Bass are present, trebbles are crisps and mediums are beautiful. Those cans are very well balanced. I would not say bass are muddy or whatever audiophile term is used for sloppy engineered devices. Digital sound makes our ears very sensitive to exactitude and flaws in recordings. Recording techniques are incredibly more accurate than even 15 years ago. Also, the current preference for music/sound is a lot of low meds (not even talking about bass, except for night club sound). Just listen to Al Schmitt's recordings of Dianna Krall and compare that with Sinatra or Billie Holiday or even Harry Connick's from another time. So, in the end, a pair of cans must be able to address 1920's jazz, Mahler or Beethoven, as well as LMFAO, DJ mixing or high milage music (electronic lounge stuff). If you listen to noise rather than music (I mean natural instruments), you can use a Monster Dr@$¨!, but if you want to listen to music in any situation, at a good price, then the M50 is the deal.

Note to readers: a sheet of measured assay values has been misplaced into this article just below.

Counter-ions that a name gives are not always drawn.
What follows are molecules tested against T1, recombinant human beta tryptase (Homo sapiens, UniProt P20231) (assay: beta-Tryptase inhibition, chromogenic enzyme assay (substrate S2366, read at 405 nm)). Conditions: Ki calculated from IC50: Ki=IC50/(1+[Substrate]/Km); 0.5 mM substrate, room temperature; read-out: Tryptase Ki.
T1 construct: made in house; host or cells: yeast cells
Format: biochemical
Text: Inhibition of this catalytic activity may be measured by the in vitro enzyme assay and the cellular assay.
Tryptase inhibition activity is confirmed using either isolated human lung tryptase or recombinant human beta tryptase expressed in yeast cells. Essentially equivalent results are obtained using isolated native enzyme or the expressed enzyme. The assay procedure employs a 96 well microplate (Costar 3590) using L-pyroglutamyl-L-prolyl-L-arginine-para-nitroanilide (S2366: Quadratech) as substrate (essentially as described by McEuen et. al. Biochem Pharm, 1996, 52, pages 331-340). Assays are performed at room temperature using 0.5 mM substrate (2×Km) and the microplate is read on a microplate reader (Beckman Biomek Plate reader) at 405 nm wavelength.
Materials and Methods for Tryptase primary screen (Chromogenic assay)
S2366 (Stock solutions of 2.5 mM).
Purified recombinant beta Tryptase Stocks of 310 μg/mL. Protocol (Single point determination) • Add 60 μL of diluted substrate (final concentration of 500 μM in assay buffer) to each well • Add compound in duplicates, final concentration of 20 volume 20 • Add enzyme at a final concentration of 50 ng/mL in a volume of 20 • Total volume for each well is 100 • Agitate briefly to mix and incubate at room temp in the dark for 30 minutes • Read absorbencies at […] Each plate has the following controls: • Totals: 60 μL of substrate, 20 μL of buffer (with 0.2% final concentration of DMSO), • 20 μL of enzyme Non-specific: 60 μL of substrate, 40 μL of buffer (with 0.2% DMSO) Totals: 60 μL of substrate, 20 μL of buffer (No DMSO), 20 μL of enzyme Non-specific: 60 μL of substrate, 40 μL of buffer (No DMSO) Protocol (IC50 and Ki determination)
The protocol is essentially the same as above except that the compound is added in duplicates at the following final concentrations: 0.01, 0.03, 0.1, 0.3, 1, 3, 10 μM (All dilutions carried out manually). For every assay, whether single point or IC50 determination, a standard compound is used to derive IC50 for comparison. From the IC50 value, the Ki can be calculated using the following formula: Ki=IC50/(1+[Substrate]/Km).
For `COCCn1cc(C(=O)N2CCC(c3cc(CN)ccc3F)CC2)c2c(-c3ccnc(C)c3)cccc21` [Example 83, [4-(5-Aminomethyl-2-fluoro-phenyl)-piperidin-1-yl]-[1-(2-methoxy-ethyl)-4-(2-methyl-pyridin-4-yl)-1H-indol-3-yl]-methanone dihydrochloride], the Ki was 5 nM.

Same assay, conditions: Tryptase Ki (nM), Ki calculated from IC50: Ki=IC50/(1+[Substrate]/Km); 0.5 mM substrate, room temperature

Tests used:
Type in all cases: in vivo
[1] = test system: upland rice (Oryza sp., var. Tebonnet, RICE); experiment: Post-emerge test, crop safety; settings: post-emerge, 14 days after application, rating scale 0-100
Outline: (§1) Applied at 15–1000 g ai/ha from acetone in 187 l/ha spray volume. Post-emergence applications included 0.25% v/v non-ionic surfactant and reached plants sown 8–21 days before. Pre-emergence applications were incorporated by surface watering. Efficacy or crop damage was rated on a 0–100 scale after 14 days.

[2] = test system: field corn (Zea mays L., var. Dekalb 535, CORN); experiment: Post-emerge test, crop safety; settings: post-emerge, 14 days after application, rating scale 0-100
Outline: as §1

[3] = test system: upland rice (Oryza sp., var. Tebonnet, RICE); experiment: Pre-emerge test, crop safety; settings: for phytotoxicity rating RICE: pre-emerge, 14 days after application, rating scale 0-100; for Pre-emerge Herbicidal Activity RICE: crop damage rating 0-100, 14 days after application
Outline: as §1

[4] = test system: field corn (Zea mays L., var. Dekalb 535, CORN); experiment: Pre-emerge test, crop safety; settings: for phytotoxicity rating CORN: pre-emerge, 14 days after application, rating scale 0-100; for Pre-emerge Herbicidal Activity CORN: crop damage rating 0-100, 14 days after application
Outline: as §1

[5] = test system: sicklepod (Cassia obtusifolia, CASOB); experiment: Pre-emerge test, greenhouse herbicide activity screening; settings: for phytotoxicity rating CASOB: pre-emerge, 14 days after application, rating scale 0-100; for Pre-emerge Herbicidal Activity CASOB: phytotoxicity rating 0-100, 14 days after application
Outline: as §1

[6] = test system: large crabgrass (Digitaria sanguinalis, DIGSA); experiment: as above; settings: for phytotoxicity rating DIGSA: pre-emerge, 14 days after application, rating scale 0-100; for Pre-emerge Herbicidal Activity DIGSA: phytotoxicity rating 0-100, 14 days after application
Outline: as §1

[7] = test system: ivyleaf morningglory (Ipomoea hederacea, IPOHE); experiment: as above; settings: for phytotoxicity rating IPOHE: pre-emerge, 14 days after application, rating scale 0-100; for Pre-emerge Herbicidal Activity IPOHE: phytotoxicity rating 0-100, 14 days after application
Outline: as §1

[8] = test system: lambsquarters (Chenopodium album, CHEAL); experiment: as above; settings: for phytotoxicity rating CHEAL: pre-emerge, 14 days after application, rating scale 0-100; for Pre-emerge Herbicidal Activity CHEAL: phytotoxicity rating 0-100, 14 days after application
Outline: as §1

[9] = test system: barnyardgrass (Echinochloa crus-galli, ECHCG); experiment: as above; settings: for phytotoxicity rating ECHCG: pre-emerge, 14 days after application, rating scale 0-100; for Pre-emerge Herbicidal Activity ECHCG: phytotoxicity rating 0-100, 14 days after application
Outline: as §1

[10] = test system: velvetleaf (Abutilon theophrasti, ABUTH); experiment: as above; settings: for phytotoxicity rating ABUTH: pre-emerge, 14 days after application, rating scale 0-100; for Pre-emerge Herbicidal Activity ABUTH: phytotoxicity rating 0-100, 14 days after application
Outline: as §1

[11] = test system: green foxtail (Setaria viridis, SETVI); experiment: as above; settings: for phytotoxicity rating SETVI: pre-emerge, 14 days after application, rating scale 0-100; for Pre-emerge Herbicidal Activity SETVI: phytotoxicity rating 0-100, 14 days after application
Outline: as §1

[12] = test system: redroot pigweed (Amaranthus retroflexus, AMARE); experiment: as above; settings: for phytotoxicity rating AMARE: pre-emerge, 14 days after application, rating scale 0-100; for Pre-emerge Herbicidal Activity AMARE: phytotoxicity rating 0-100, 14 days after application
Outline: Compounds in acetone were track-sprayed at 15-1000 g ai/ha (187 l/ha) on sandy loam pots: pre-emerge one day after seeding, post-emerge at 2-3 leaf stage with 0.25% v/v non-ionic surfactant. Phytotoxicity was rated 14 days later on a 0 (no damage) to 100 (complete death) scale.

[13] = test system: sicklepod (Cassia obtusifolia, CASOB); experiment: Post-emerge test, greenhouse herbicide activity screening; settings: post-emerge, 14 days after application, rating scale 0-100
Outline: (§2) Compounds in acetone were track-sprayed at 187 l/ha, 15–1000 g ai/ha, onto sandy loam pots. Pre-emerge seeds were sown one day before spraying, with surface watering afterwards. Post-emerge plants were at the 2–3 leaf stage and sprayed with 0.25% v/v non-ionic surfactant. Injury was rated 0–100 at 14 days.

I wanted the best product for the money. I already was using in ear ATH CK10, after wearing off Shure, Koss and a few others. I also wanted to replace my AKG 240 monitor. I wanted a studio/pro device because if those guys chose such products it means it cannot be all bad, especially in terms of robustness, reliability, value for the buck and neutrality. I checkd the AKG, but finally ended up with ATH.
     
    I listened to better stuff, like Stax or Sennheizer HD 700, 800, 650 with dedicated amplifiers (by Sennheizer), but in the end, considering my usage and (again) the value for money, the M50 came as an obvious choice. I'm not a ATH freak, but I know that japanese take pride into desiging high quality stuff, even if manufacturing in China.
     
    I'm not putting 5 stars because the ratio price/money could even be improved, but I'm not being obnoxious.